Personalized bile duct cancer treatment improves prognosis

By Elissa Wolfson, The Science Advisory Board assistant editor

January 19, 2023 -- University College London (UCL) researchers and others involved in an international multicenter trial found that a new personalized cancer treatment can significantly improve prognoses for certain bile duct cancer patients. The results of the Phase II open label clinical trial, published January 19 in the New England Journal of Medicine, found that patients otherwise facing end-of-life care survived for up to two years when treated with the drug futibatinib.

Bile duct cancer, which comprises cholangiocarcinoma and gall bladder cancer, is a rare but aggressive disease in which malignant cancer cells form in the bile ducts -- a network of tubes connecting the liver, gallbladder, and small intestine. Treatment options are few and survival rates poor, with patients surviving about a year. Although uncommon, bile duct cancer's incidence is on the rise globally.

This international trial, set across 13 countries and sponsored by Taiho Oncology, recruited 103 patients with bile duct cancer who had undergone at least one chemotherapy treatment and whose cancers had become resistant. The patients' tumors had been genetically analyzed to check for an alteration called FGFR2 fusion in a particular group of genes known as fibroblast growth factor receptors (FGFR). The drug futibatinib, an FGFR-2 inhibitor, targets this genetic alteration, found in around 14% of bile duct cancers.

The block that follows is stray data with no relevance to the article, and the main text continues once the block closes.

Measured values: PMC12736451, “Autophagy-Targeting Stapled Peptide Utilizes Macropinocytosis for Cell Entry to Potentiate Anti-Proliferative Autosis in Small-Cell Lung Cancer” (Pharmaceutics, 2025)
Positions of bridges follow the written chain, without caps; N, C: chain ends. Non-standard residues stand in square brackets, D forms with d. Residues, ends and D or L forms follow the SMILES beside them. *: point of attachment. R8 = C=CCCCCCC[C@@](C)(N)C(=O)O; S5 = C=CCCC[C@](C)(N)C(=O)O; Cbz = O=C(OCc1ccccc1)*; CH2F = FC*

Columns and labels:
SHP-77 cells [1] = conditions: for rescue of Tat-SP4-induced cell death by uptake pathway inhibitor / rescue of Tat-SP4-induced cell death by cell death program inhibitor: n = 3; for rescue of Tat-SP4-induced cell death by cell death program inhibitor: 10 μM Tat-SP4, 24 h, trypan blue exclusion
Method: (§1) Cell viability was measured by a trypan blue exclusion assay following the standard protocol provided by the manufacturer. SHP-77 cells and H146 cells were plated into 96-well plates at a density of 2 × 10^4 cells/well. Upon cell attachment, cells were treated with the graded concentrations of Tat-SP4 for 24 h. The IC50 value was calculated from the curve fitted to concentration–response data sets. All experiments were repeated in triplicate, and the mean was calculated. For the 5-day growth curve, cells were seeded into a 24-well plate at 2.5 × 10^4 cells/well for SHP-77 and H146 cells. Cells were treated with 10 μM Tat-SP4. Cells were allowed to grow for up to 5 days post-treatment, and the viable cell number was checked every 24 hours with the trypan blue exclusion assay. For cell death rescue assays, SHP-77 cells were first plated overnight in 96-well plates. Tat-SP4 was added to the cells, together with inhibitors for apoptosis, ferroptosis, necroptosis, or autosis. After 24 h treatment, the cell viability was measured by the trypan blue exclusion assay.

When treated with oral futibatinib tablets, the results were striking. The drug effectively reduced tumor sizes, shrinking patient cancers by over 40%, compared to 25% with chemotherapy. The drug also had fewer side effects than chemotherapy, improving the quality of life for these patients. Despite their advanced cancers, patients survived up to two years. Trial data led to the U.S. Food and Drug Administration (FDA) to approve futibatinib, although the U.K. has yet to do so. Trials investigating the use of FGFR2 inhibitors as a first-line treatment replacing chemotherapy are underway.

Other FGFR inhibitors currently in clinical use include pemigatinib, which is approved for use in the U.K. However, these FGFR inhibitors are susceptible to resistance within the cancer. The researchers contend that this problem is less likely with futibatinib, as it targets the FGFR abnormality in a more specific way. They emphasize the necessity of doctors putting their cholangiocarcinoma patients forward for molecular testing.

"These results turn treatment for this group of patients on its head. Instead of treating them with the blunderbuss that is chemotherapy, which attacks healthy cells alongside the cancer, we can offer a personalized treatment that just targets a specific alteration within the cancer," said UCL Cancer Institute senior author John Bridgewater, PhD, in a statement. "It's important that patients with bile duct cancer get their cancer tested to find out if they have this abnormality. The question these trials now need to answer is not whether these patients should be getting this treatment, but when."

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